Archive for February, 2012
A recent report last weekend pointed out that many big brands opened and closed shops on Facebook within the past year – undermining expectations that the social network will become a major revenue driver for retailers over the next decade. On the other hand, the rise of Pinterest (92nd Meetup), and its potential brings an interesting question about the future of Social Commerce, is it viable? and if yes, how does it look. This is what we set to discuss and dissect at the 93rd Social Media Breakfast.
The Beginning of the End of Facebook Stores?
Last week there was a report from Bloomberg that big brands like Gap, JCPenny are shutting down their Facebook stores after an year of operation. Facebook is not turning out a place to sell many feel, more like a place to communicate about deals. It was anticipated by many big players that Facebook would turn into a new destination for selling, but it didn’t. The fundamental learning was that being on Facebook is like hanging out at a bar or a party, and it became like peddling products and services at a place where users are not ready for it. (Pinterest on the other hand is a different game), So this brings us to the question – Can Retailers Harness The Power of Facebook? Some ideas we brainstormed – Personalized shopping experience, Facebook can bring a better personalization to your shopping experience, It must offer a new user experience, what’s new for the user in buying on Facebook if nothing different about it?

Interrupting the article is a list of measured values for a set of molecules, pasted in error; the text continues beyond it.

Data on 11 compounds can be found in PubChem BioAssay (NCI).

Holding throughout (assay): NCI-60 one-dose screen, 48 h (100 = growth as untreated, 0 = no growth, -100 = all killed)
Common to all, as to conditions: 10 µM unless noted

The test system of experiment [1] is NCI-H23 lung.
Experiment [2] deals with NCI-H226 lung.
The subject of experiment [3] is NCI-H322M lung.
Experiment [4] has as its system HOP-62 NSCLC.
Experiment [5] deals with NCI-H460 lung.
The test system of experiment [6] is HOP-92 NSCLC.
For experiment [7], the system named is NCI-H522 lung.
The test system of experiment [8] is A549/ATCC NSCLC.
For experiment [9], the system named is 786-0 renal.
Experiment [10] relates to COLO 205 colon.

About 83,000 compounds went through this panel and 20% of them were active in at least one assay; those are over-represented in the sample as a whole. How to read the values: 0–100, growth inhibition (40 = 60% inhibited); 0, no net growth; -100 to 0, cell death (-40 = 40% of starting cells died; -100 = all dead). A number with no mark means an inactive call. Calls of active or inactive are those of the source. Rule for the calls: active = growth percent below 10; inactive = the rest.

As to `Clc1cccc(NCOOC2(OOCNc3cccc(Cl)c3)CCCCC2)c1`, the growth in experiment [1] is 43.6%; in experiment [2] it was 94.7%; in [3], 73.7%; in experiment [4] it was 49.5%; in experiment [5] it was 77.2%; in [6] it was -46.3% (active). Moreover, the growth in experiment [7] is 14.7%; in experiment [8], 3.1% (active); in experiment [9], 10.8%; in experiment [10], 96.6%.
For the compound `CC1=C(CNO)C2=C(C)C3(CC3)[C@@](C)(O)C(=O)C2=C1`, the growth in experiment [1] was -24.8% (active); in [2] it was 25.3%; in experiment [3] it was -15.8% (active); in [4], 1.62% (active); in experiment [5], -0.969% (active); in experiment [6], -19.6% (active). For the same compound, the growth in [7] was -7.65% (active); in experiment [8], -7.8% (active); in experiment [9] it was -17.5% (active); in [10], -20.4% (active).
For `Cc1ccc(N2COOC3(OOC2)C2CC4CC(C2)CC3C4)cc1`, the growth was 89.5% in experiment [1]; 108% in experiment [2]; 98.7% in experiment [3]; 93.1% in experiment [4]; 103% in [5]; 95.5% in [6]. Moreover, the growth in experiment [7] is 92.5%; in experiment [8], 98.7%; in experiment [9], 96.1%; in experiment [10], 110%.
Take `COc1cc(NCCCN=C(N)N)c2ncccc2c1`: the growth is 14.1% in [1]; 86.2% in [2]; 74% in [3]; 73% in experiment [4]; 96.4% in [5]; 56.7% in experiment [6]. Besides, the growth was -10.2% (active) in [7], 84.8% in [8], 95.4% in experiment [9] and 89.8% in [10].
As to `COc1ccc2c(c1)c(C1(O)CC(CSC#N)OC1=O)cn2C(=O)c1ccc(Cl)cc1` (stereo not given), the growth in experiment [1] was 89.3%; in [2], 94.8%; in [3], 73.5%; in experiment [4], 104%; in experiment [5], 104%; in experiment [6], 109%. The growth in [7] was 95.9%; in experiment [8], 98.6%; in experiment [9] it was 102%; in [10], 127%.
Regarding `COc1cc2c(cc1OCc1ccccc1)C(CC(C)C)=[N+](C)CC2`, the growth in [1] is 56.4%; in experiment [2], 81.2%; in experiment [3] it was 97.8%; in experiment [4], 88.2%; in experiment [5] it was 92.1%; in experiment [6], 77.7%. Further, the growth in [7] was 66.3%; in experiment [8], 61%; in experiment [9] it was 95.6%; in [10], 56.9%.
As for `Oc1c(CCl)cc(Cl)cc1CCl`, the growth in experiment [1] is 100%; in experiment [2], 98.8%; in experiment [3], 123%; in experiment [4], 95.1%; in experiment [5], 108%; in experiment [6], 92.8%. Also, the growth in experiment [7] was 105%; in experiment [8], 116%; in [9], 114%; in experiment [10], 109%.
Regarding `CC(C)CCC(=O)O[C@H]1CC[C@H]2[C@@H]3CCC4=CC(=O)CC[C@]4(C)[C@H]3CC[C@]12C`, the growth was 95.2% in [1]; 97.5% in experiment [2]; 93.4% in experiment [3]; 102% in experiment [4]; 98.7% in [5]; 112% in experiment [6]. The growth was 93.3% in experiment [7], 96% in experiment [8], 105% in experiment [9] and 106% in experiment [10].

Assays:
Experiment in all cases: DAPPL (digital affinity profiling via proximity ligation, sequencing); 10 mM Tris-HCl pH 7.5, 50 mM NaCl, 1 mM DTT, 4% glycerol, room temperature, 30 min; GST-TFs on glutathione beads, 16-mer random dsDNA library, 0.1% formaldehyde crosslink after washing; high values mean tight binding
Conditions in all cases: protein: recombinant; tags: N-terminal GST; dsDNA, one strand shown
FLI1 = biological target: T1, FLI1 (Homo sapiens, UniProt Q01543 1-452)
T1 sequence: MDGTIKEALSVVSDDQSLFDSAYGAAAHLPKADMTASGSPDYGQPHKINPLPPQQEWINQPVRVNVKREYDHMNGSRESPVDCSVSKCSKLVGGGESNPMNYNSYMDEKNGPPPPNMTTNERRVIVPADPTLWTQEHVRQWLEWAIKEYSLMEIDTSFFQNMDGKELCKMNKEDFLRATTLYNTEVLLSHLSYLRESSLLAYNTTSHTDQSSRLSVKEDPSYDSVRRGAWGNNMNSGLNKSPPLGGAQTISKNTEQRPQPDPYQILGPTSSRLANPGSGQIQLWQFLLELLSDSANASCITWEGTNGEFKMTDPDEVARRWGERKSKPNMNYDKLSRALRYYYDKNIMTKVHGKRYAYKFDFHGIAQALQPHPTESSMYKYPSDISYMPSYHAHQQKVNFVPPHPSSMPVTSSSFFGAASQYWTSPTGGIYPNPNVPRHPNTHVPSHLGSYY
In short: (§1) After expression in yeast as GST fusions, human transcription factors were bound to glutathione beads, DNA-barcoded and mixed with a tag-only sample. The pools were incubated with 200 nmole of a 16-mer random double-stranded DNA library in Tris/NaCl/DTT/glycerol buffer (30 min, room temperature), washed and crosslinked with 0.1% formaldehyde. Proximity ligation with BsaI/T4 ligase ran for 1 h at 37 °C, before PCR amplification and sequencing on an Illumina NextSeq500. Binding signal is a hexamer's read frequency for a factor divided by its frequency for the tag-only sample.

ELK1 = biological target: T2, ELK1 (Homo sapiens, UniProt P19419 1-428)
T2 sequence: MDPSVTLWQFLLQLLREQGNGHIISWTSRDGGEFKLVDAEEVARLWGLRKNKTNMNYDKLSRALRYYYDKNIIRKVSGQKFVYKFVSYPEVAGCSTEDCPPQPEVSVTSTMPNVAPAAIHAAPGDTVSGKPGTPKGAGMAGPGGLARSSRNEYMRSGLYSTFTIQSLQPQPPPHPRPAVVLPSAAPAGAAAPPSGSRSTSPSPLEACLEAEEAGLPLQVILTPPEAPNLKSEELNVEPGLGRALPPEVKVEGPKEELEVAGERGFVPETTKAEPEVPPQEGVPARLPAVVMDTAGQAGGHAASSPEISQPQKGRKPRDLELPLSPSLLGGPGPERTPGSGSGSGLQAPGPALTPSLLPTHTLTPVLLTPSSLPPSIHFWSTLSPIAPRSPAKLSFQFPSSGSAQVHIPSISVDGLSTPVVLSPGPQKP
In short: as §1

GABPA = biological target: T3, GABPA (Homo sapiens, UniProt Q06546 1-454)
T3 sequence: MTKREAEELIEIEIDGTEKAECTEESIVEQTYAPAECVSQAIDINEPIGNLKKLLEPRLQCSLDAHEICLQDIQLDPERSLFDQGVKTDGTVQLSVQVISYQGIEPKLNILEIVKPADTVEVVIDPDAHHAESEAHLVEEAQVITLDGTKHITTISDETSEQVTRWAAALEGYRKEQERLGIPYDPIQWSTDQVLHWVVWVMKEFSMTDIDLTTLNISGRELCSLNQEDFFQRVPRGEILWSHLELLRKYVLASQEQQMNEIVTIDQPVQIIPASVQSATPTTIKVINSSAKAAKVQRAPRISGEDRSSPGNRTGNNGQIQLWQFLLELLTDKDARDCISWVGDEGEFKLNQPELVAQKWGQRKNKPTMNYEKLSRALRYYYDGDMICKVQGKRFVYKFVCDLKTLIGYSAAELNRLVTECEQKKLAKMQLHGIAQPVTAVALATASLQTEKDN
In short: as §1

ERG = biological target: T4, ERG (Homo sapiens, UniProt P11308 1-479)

The Rise of Pinterest & The New Social Commerce
Pinterest on the other hand is growing leaps by the day and if you have noticed it has options to add price to your pins. So retailers can pin their product images, add a price to it and link it to the product on their store. This brings very qualified potentials to your store. By the same example of Facebook being a bar or a party, Pinterest is like a crafts bazaar. You go there expecting something cool. Also a point worthy of mention is that Pinterest is a Social Network of stuff, and it beats a social network of people (Facebook) when it comes to the business of selling.
What Defines Social Commerce?
The discussion on Social Commerce transcended into a funny debate about what constitutes social commerce and what doesn’t. We all agreed in the end that if the sales transaction happens directly through a social network, that would be social commerce. Many argued that promoting your products or services on Facebook or Twitter are also sending leads back to your store, but that’s the usual Social Media Marketing isn’t it? Social commerce would be about the last mile transactions, the closing of sales, cha ching!
By this definition even Pinterest may not be 100% Social Commerce, since it sends links back to your website. But a new player in the game – ‘Fancy‘ claims to add the commerce to the Pinterest model. This site some would say is like Pinterest but facilitates online sales directly on their website. Simar argued that if he wanted to sell his car and posted on Facebook, would that be social commerce? Komal felt that by promoting tweets linked back to products, she’s in fact part of social commerce. Aashish gave an example of a movie ticket booking app, which lets you add your friends to a movie plan, and buy tickets through the App on Facebook. Raghav on the other hand shared positive experience about using Pinterest for Affiliate marketing